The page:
“As we celebrate World Tourism Day, we encourage travelers to experience Israel’s wonderful culture, heritage and beauty sustainably,” Cohen says. Certainly as the norms of hotel service are continuing to improve, more travelers will be doing so.

Inspired by its location overlooking the Mediterranean Sea, the InterContinental David Tel Aviv delivers elegant contemporary interiors and seasonal cuisine. The hotel offers 555 guestrooms (39 of which are suites), including the brand-new Tel Aviv Suite and two elegantly appointed Royal Suites. Various dining options, including the Aubergine gourmet restaurant and the trendy CHE Cigar Bar & Lounge, serve excellent international cuisine to please all palates. Hotel amenities include the outdoor swimming pool with sun deck and pool bar, 24-hour room service, and an upgraded Spa and Fitness Center. The InterContinental David Tel Aviv also provides more than 3,400 square-meters of flexible meeting and event space – the largest, free standing hotel meeting space in Israel. Pursuant to the brand’s pledge of providing guests with exceptionally unique Insider Experiences, the InterContinental David Tel Aviv is dedicated to assisting guests in creating memories and experiences of a lifetime.

Coming Up In The November Online Hotel Business Review

Feature Focus
Architecture & Design: Authentic, Interactive and Immersive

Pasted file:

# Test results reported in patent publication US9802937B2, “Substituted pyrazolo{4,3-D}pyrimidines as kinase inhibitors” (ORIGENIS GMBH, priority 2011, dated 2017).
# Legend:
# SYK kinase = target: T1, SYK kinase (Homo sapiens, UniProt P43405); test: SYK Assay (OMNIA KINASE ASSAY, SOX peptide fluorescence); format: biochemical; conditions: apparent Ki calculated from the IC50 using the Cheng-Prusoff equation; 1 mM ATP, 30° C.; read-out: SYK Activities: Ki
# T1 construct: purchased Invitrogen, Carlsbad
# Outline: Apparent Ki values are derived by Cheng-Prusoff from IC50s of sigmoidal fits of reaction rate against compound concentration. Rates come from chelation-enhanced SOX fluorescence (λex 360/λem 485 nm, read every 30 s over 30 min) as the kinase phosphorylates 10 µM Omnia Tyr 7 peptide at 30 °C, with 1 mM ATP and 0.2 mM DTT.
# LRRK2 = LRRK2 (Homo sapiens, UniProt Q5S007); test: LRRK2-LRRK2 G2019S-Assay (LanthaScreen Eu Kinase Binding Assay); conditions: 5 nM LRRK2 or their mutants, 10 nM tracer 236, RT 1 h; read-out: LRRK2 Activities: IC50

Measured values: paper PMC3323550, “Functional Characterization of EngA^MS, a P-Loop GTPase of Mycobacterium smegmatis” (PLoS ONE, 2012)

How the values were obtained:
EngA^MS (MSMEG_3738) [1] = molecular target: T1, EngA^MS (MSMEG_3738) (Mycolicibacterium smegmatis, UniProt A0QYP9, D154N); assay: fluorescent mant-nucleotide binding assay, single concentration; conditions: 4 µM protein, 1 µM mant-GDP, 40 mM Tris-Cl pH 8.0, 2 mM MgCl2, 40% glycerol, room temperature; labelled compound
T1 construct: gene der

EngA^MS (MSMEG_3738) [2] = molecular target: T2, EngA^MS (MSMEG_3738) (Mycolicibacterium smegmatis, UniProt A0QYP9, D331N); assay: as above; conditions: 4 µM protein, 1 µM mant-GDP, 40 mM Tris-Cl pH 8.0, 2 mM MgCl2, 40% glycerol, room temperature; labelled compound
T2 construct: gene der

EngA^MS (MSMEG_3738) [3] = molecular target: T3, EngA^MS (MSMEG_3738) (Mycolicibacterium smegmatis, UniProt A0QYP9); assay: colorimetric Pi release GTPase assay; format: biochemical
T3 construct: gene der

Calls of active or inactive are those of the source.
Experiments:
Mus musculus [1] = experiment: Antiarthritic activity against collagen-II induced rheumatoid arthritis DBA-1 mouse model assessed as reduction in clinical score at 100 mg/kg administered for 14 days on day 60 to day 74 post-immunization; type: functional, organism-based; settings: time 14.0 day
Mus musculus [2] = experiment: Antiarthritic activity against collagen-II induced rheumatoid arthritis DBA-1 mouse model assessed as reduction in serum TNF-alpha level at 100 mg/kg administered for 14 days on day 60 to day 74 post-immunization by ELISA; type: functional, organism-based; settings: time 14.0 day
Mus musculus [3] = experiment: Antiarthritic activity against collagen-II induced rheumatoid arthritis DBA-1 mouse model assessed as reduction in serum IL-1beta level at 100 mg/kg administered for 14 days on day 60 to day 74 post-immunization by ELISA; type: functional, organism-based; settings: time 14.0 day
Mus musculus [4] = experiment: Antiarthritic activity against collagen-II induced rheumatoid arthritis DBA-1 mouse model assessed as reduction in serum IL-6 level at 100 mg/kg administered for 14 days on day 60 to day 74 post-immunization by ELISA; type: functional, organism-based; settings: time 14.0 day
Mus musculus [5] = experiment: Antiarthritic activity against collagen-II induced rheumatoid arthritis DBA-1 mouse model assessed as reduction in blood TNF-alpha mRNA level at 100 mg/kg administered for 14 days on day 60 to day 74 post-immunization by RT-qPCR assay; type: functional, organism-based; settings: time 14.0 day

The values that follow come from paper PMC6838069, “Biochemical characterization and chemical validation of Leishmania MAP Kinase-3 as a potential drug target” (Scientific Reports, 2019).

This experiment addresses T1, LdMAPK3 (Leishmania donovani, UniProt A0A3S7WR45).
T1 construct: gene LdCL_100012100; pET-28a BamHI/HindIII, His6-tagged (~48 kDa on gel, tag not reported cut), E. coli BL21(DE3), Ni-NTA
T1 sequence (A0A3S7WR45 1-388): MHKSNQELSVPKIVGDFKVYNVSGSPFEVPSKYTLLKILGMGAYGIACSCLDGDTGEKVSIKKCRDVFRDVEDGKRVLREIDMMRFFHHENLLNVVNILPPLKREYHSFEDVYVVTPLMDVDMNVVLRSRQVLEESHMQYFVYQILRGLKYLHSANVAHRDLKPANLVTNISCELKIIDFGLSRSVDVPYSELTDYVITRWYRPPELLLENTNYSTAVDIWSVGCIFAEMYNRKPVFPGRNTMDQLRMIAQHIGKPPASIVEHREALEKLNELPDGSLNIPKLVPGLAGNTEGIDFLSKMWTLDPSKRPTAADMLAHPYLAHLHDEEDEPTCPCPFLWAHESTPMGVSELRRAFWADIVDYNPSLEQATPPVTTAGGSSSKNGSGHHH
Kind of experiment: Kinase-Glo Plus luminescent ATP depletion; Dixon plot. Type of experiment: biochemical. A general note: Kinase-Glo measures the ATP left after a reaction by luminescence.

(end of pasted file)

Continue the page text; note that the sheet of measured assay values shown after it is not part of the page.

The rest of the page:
If there is one dominant trend in the field of hotel architecture and design, it’s that travelers are demanding authentic, immersive and interactive experiences. This is especially true for Millennials but Baby Boomers are seeking out meaningful experiences as well. As a result, the development of immersive travel experiences - winery resorts, culinary resorts, resorts geared toward specific sports enthusiasts - will continue to expand. Another kind of immersive experience is an urban resort – one that provides all the elements you'd expect in a luxury resort, but urbanized. The urban resort hotel is designed as a staging area where the city itself provides all the amenities, and the hotel functions as a kind of sophisticated concierge service. Another trend is a re-thinking of the hotel lobby, which has evolved into an active social hub with flexible spaces for work and play, featuring cafe?s, bars, libraries, computer stations, game rooms, and more. The goal is to make this area as interactive as possible and to bring people together, making the space less of a traditional hotel lobby and more of a contemporary gathering place. This emphasis on the lobby has also had an associated effect on the size of hotel rooms – they are getting smaller. Since most activities are designed to take place in the lobby, there is less time spent in rooms which justifies their smaller design. Finally, the wellness and ecology movements are also having a major impact on design. The industry is actively adopting standards so that new structures are not only environmentally sustainable, but also promote optimum health and well- being for the travelers who will inhabit them. These are a few of the current trends in the fields of hotel architecture and design that will be examined in the November issue of the Hotel Business Review.